ABSTRACT

Background:The rates of teenage pregnancy in the UK are relatively high. Although early entry to parenthood can be a positive experience, most studies find large adverse effects on long term outcomes for the mother, child and father, in addition to being costly for the NHS. This is why the government launched its Teenage Pregnancy Strategy in 1999. However, there is growing evidence that teenage pregnancy might be mainly an indicator of disadvantage which is the underlying cause of the negative outcomes.
Methods: A systematic literature review was undertaken of studies which used a UK dataset to quantify any long term outcomes of a teenage birth upon the mother, father or child. Studies were included if they used appropriate methods to isolate the causal effect of early parenthood. The databases searched included Medline, Cochrane, EconLit and Web of Science.
Results: Six studies were identified by the review; five studies considered the mother’s socioeconomic outcomes, one study reported the child’s outcomes, and no studies met the inclusion criteria for the father’s outcomes. The studies suggested that early motherhood accounts for relatively few of the negative long term socioeconomic outcomes and it is predominantly an indicator of a disadvantaged family background.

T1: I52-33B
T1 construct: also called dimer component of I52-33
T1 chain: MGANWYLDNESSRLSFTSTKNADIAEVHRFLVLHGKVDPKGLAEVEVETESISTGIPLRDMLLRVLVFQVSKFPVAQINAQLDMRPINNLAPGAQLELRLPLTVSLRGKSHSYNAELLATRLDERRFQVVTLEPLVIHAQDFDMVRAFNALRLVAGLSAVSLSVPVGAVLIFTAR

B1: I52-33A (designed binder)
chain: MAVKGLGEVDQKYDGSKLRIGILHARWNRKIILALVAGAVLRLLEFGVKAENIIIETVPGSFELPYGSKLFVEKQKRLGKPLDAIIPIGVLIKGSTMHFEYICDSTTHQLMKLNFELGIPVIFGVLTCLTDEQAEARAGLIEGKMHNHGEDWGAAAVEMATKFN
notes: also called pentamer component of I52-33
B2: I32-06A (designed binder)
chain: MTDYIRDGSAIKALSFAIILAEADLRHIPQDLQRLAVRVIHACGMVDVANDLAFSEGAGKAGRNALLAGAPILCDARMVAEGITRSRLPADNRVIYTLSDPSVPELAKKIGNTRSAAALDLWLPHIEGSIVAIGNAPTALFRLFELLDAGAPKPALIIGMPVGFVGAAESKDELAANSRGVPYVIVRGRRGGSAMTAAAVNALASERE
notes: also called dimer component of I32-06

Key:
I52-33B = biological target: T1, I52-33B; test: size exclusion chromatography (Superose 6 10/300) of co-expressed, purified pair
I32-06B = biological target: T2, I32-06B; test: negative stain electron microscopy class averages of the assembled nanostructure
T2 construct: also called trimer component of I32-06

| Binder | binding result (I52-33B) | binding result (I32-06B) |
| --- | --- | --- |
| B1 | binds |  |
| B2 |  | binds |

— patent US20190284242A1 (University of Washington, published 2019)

Conclusion: Limited evidence is available to understand the long term outcomes associated with teenage birth within the UK for the mother, father and child. Current econometric studies suggest that effective interventions to prevent teenage pregnancies will not eradicate the poorer long term socioeconomic outcomes often associated with early motherhood. Thus policy should focus on reducing initial disadvantage in addition to preventing teenage pregnancy. Additional econometric analyses around the mothers’, fathers’ and children’s long term socioeconomic and health-related outcomes would be valuable.